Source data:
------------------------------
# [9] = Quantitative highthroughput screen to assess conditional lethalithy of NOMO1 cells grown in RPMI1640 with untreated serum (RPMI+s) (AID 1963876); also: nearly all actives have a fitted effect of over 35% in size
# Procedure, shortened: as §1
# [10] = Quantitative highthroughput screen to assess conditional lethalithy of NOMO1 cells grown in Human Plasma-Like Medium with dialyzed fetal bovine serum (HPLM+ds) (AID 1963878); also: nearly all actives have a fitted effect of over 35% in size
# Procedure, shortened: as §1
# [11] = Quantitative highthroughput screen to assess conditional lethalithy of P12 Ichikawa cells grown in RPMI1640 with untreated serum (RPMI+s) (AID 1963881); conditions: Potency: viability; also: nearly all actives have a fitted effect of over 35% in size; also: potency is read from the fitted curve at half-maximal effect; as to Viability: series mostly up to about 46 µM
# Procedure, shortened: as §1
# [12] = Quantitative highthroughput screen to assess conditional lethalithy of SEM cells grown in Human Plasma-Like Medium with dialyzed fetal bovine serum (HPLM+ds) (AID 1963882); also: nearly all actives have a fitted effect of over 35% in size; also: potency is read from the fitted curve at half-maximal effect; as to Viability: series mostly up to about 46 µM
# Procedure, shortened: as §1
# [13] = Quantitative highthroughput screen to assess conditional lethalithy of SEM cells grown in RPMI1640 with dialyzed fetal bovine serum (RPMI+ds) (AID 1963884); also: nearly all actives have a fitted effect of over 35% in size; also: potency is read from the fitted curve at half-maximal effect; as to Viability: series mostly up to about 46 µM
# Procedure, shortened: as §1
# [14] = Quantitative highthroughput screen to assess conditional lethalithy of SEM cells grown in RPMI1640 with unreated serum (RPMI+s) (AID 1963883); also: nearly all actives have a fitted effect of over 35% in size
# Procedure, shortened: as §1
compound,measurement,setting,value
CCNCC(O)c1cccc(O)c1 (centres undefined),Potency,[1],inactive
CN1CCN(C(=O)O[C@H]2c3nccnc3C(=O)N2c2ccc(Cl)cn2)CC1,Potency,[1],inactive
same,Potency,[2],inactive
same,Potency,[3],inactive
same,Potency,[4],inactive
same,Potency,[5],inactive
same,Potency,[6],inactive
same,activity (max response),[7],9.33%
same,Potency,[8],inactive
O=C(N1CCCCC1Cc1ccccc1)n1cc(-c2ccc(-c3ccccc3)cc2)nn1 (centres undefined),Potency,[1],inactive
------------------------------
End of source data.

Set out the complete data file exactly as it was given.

# [9] = Quantitative highthroughput screen to assess conditional lethalithy of NOMO1 cells grown in RPMI1640 with untreated serum (RPMI+s) (AID 1963876); also: nearly all actives have a fitted effect of over 35% in size
# Procedure, shortened: as §1
# [10] = Quantitative highthroughput screen to assess conditional lethalithy of NOMO1 cells grown in Human Plasma-Like Medium with dialyzed fetal bovine serum (HPLM+ds) (AID 1963878); also: nearly all actives have a fitted effect of over 35% in size
# Procedure, shortened: as §1
# [11] = Quantitative highthroughput screen to assess conditional lethalithy of P12 Ichikawa cells grown in RPMI1640 with untreated serum (RPMI+s) (AID 1963881); conditions: Potency: viability; also: nearly all actives have a fitted effect of over 35% in size; also: potency is read from the fitted curve at half-maximal effect; as to Viability: series mostly up to about 46 µM
# Procedure, shortened: as §1
# [12] = Quantitative highthroughput screen to assess conditional lethalithy of SEM cells grown in Human Plasma-Like Medium with dialyzed fetal bovine serum (HPLM+ds) (AID 1963882); also: nearly all actives have a fitted effect of over 35% in size; also: potency is read from the fitted curve at half-maximal effect; as to Viability: series mostly up to about 46 µM
# Procedure, shortened: as §1
# [13] = Quantitative highthroughput screen to assess conditional lethalithy of SEM cells grown in RPMI1640 with dialyzed fetal bovine serum (RPMI+ds) (AID 1963884); also: nearly all actives have a fitted effect of over 35% in size; also: potency is read from the fitted curve at half-maximal effect; as to Viability: series mostly up to about 46 µM
# Procedure, shortened: as §1
# [14] = Quantitative highthroughput screen to assess conditional lethalithy of SEM cells grown in RPMI1640 with unreated serum (RPMI+s) (AID 1963883); also: nearly all actives have a fitted effect of over 35% in size
# Procedure, shortened: as §1
compound,measurement,setting,value
CCNCC(O)c1cccc(O)c1 (centres undefined),Potency,[1],inactive
CN1CCN(C(=O)O[C@H]2c3nccnc3C(=O)N2c2ccc(Cl)cn2)CC1,Potency,[1],inactive
same,Potency,[2],inactive
same,Potency,[3],inactive
same,Potency,[4],inactive
same,Potency,[5],inactive
same,Potency,[6],inactive
same,activity (max response),[7],9.33%
same,Potency,[8],inactive
O=C(N1CCCCC1Cc1ccccc1)n1cc(-c2ccc(-c3ccccc3)cc2)nn1 (centres undefined),Potency,[1],inactive